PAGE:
The economic and political fallout from the EU referendum has been nothing short of unprecedented. Not only did the sterling and stock markets take a slump in the immediate aftermath of the vote, but both Labour and the Conservative Party have been thrown into turmoil.
Meanwhile, businesses have been gripped by fear and uncertainty, with a snap survey by the Institute of Directors revealing that one in five of its members are considering moving some of their operations outside the UK.
With the markets now returning to pre-referendum levels, the initial shock seems to have dissipated, but the government is still working hard to restore confidence in the economy. To that end, Chancellor of the Exchequer George Osborne has pledged to cut UK corporation tax to 15%, which will see it boast the lowest current rate of any major economy.
Speaking to the Financial Times, Osborne said the proposal was part of the government’s five-point plan to build a “super competitive economy” and will prove that the country is still “open for business”. The plan also includes a redoubling of efforts to invest in the so-called Northern powerhouse; focusing on a new investment push from China; maintaining the UK’s fiscal credibility and ensuring continued support for bank lending.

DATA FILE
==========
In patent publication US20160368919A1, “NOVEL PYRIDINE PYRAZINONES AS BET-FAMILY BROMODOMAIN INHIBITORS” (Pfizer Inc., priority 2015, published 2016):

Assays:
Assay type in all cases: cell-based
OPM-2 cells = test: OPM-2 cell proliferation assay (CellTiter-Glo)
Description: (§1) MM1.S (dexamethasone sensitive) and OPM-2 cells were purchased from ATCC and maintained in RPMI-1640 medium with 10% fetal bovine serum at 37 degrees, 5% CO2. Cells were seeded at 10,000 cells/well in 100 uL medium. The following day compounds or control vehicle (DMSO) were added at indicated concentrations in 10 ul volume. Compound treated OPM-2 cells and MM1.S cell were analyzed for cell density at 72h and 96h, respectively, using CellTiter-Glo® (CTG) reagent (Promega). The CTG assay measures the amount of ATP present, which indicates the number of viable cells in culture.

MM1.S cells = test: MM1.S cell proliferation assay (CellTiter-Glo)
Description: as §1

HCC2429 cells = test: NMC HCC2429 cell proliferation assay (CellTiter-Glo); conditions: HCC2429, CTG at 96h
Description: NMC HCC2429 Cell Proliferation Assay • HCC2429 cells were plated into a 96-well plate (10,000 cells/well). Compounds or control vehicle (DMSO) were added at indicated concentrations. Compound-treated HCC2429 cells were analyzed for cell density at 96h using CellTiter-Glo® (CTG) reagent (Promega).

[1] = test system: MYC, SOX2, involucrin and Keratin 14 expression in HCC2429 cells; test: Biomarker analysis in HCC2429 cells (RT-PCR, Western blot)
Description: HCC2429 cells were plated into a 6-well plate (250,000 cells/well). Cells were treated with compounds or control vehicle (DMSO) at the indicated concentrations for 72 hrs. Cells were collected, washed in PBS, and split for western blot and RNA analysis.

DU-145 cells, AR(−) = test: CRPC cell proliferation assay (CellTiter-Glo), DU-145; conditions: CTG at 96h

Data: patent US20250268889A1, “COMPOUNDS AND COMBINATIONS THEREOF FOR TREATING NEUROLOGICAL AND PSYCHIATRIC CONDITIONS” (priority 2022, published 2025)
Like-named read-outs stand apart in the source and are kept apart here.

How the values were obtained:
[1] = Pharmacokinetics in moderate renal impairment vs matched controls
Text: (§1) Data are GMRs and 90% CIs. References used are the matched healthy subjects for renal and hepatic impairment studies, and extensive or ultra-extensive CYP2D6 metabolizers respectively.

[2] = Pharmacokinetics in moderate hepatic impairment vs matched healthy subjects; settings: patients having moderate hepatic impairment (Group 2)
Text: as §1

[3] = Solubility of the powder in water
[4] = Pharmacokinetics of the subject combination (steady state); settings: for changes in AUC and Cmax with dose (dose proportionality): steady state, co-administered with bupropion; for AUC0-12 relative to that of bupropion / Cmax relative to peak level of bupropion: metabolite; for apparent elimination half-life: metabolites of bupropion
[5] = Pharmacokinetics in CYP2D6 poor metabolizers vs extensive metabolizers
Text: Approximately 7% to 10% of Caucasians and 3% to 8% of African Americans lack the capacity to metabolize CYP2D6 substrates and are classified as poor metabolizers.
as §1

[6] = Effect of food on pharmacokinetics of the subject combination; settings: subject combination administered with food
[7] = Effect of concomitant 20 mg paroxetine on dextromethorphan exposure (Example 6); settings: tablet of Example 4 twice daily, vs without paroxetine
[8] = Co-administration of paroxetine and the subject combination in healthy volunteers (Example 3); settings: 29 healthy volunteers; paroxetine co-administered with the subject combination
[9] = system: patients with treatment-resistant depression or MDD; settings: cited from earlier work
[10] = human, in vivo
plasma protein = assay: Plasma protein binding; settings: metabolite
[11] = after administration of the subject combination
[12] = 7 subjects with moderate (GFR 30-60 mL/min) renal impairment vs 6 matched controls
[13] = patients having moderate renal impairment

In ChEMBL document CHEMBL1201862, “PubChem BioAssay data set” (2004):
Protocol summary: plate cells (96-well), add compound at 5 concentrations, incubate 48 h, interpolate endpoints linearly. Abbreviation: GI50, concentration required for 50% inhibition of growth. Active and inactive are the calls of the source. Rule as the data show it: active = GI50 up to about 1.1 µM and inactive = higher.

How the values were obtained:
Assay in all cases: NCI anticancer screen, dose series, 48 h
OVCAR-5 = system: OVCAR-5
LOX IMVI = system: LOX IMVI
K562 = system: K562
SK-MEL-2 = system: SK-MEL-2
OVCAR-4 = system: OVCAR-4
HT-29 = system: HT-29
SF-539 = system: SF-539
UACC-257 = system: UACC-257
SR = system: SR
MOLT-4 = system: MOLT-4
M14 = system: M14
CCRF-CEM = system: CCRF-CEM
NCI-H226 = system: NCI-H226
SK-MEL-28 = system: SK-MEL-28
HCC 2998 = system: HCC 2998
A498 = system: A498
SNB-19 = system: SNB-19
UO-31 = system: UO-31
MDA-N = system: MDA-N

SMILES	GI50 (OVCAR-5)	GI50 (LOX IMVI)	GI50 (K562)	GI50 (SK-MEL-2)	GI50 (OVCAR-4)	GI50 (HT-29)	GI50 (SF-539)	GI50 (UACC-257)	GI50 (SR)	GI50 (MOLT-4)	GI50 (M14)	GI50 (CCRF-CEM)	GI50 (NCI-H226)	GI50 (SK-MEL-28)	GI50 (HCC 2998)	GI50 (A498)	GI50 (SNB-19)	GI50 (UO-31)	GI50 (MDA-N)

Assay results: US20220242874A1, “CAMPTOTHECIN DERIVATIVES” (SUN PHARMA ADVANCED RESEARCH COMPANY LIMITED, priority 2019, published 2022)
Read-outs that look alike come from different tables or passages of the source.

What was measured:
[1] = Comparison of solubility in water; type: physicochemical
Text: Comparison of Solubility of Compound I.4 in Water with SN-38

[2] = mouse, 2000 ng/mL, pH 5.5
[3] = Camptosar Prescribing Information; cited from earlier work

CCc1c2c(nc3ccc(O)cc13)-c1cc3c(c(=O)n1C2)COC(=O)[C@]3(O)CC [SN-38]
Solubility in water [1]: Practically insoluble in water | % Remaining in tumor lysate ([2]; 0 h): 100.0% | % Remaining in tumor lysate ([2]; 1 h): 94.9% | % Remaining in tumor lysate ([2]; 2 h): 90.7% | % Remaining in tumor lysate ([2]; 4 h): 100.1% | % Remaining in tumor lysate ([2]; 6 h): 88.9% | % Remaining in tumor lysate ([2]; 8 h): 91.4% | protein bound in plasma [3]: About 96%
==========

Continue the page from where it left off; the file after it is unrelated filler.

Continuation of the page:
It comes a week after Osborne scrapped his target of achieving a budget surplus by 2020, as the Treasury looks to prevent the UK falling back into recession.
In spite of his warnings about the impact of a Brexit on the British economy, the Chancellor told the FT that the country had to accept the result of the EU referendum.
We must focus on the horizon and the journey ahead and make the most of the hand we’ve been dealt
And while Osborne refused to give his backing to any of the candidates in the Conservative leadership race, he said the next Prime Minister should look to retain access to the EU single market, although admitted this could prove difficult given Brexit voters’ calls for tighter immigration controls.
For now, the future still looks uncertain for thousands of SMEs in the country. However, we’d suggest having a read of our Brexit guide before making any rash decisions.
Photo of George Osborne taken by M. Holland (via Creative Commons)